Eye exercises or eye yoga have been around for ages and claim to cure eyesight problems. These exercises might look tempting for people who wear glasses or contact lenses. After all, getting rid of those lenses without medicine or surgery sounds great, right?
While many people claim to have cured their vision problems through eye yoga, they lie in a tricky space between science and myth. If you are also wondering about the credibility of eye yoga, then read on.
Does Eye Yoga Really Work?
Most ophthalmologists don’t endorse eye exercises as means to cure vision problems. While there’s no harm in including them in your daily routine, solely depending on the exercises might make you overlook the extent of your eye problems.
If you are currently facing any eyesight issues, it is best to visit an ophthalmologist. Eye exercises might look like the cheaper option, but the eye exam cost is low in many clinics and gives access to better diagnosis and treatment.
While the claims of curing myopia and hyperopia may not be true, exercises can cure eye fatigue, strain, and irritation. A 2012 study on eye yoga for vision correction found no significant improvement in astigmatism and other eyesight problems.
Eye exercises actually work on the muscles that control eye movement. By moving them in a certain direction, you relax these muscles and reduce strain. It is beneficial if you read a lot, or work with computers, as your eyes spend a lot of time focusing on objects closer to you.
These exercises also help with a prevalent issue among youngsters, known as computer vision syndrome. It is a group of symptoms like dryness, redness, and eye irritation caused by focusing on a computer or smartphone screen for too long.
Research on computer users found a significant decrease in eye fatigue and visual discomfort among people who regularly practiced eye yoga. They may also help reduce dark circles and puffy eyes by improving blood flow around the eyes.
How to Exercise Your Eyes?
Unlike regular yoga, eye yoga is quite simple. You can do it on your office chair, work desk, or even your bed. It involves a few simple movements such as gazing at an object, rolling your eyes, blinking, etc. Some exercises also focus on breathing, which has a combined effect of reducing stress and eye-related headaches. So if you have spent a long day at the office, try these simple eye exercises.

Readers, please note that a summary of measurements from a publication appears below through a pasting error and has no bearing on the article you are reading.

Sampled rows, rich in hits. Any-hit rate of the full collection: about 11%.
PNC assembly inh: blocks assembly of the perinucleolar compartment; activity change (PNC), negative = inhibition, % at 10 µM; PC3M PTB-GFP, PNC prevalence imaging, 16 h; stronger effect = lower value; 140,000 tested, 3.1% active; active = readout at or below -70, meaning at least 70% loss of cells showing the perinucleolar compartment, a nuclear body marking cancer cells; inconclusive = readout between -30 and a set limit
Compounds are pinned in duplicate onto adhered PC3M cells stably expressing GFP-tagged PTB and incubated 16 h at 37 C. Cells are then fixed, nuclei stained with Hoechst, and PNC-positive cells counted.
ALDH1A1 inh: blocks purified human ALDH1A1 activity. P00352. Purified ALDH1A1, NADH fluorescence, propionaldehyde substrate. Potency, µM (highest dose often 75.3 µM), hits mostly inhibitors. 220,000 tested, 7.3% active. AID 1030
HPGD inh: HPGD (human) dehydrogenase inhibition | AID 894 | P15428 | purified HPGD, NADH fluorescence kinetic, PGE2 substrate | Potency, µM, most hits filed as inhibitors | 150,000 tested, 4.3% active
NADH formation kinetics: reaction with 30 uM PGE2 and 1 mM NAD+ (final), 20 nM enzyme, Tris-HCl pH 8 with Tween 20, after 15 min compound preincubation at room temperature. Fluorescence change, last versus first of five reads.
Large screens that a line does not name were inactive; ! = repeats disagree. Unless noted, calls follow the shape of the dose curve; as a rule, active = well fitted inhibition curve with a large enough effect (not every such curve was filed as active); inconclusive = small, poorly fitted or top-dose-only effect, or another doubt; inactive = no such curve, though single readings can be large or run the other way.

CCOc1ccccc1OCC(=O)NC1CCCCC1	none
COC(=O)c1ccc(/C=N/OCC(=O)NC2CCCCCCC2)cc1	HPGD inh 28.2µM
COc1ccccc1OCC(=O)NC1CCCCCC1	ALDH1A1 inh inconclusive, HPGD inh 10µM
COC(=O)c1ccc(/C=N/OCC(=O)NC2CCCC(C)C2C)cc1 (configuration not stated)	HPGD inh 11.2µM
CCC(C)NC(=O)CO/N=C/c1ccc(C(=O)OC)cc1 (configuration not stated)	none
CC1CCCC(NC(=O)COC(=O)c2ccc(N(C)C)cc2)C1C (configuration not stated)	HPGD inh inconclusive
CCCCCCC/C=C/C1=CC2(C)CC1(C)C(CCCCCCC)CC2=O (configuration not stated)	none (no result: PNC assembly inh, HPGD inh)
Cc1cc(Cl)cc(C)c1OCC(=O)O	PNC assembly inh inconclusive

Staring at your screen for a long time can temporarily blur your far vision. Set your focus on an object far away, preferably 20 feet away from you, to fix this. Focus on it for 6-10 seconds, or until the object looks clear.
Next, shift your focus to an object placed close by. Repeat the process a few times until your eyes easily adjust to the distance change.
Extend your arm in front of your eyes and hold out your thumb. Focus on the thumb and gradually move it inwards towards your nose until it becomes blurry. Once again, extend your hands and repeat the exercise a few times.
Roll your eyes in a clockwise direction around ten times. Then, switch to an anticlockwise direction and roll it ten more times. You can also trace half circles with your eyes. The above exercise strengthens the eye muscles.
What Should You Know Before Doing Eye Yoga?
Even though eye exercises reduce strain and give temporary relief, they are not a replacement for vision correction. If you continue doing eye yoga without seeing improvement in your vision, you might worsen your eyesight. Without corrective measures such as glasses and lenses, you are forced to work with blurred vision, subjecting your eyes to additional strain.
Moreover, eye exercises aren’t suitable for all. Unless your doctor suggests, it is best to avoid them if you have undergone eye surgery, such as for a cataract. Since a new, artificial lens gets inserted in your eyes, they require time to heal. Exercising them too much might delay the healing process.
Eye yoga is popular but shouldn’t be treated as an alternative to professional treatment. Research suggests that eye exercises are a great way to rest and relieve your eyes, but there is no evidence to suggest that they aid in vision correction. Even though they are harmless, it is advisable to get your eyes tested by a doctor if you face any issues.